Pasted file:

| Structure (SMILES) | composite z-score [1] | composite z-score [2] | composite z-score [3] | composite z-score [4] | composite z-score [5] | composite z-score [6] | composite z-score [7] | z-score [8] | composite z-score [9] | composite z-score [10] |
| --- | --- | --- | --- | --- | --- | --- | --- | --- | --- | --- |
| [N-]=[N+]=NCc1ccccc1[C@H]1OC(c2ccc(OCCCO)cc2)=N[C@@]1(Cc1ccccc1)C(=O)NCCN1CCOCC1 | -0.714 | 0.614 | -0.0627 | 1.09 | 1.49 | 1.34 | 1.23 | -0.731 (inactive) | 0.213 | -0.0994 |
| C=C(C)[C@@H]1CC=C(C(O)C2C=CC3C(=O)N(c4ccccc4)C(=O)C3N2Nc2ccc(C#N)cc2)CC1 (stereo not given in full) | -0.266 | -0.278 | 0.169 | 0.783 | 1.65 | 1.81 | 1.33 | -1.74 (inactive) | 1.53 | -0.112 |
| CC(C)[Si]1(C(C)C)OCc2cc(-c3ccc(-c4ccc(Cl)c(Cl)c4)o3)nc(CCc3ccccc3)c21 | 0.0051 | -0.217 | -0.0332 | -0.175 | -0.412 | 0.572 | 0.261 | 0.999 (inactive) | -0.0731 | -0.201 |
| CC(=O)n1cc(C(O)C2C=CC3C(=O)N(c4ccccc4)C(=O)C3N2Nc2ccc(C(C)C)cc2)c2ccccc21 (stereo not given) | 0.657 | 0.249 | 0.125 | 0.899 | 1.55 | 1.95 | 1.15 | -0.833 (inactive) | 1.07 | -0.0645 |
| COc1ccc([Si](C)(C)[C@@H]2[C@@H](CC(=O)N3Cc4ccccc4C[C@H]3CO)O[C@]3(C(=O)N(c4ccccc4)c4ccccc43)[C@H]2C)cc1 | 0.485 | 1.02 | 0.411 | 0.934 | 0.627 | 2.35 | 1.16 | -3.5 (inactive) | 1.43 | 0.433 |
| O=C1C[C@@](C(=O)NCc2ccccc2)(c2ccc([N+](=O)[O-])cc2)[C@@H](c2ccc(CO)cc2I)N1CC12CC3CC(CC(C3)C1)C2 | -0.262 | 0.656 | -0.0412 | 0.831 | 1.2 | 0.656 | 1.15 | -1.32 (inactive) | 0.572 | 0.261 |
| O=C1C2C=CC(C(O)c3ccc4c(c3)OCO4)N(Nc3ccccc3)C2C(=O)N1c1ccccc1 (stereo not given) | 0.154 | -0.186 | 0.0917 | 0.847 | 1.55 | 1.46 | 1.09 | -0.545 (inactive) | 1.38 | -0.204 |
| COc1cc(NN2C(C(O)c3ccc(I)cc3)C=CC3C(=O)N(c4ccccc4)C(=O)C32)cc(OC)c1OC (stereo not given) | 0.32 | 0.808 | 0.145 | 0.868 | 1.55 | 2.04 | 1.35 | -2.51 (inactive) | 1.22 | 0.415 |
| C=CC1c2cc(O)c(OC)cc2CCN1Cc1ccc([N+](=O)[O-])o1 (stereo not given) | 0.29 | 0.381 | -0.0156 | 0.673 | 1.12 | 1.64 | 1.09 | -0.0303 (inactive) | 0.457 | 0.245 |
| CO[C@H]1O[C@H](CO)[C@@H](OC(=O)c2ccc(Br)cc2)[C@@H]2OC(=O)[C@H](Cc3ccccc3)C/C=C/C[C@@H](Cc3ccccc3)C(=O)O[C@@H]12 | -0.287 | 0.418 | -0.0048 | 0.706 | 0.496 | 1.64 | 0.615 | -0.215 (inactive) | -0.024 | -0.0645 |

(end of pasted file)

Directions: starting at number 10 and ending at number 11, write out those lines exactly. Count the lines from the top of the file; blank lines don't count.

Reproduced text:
| COc1cc(NN2C(C(O)c3ccc(I)cc3)C=CC3C(=O)N(c4ccccc4)C(=O)C32)cc(OC)c1OC (stereo not given) | 0.32 | 0.808 | 0.145 | 0.868 | 1.55 | 2.04 | 1.35 | -2.51 (inactive) | 1.22 | 0.415 |
| C=CC1c2cc(O)c(OC)cc2CCN1Cc1ccc([N+](=O)[O-])o1 (stereo not given) | 0.29 | 0.381 | -0.0156 | 0.673 | 1.12 | 1.64 | 1.09 | -0.0303 (inactive) | 0.457 | 0.245 |